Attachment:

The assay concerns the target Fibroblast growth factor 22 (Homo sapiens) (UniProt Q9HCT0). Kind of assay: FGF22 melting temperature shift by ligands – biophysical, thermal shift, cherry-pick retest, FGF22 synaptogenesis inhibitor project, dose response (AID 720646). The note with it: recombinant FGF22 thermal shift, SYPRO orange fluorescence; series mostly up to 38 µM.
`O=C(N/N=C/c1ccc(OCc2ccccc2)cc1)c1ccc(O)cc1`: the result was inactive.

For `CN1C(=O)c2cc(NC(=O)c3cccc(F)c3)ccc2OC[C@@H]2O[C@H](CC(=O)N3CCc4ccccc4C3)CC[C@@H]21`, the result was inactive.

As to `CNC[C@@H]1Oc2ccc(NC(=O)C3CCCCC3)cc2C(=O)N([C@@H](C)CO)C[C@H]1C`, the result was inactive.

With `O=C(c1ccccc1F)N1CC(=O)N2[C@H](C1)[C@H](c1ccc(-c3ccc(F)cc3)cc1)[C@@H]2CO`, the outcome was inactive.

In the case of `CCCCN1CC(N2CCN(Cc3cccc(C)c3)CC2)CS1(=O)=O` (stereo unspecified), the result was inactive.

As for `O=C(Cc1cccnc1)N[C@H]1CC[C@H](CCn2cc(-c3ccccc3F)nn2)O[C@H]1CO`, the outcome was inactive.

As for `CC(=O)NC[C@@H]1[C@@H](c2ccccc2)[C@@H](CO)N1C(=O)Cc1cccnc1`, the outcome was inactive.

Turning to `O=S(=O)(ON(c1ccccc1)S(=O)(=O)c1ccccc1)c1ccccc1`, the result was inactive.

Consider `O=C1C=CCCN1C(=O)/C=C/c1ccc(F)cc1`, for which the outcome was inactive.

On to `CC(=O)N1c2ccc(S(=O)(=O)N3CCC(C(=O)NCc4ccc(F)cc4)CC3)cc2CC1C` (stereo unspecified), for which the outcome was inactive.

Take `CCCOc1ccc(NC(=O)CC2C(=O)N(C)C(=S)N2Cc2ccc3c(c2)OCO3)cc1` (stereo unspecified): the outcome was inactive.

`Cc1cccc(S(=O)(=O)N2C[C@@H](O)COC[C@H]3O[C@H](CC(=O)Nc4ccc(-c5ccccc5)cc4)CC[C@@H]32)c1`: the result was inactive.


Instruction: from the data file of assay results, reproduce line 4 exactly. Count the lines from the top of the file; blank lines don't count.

As to `CNC[C@@H]1Oc2ccc(NC(=O)C3CCCCC3)cc2C(=O)N([C@@H](C)CO)C[C@H]1C`, the result was inactive.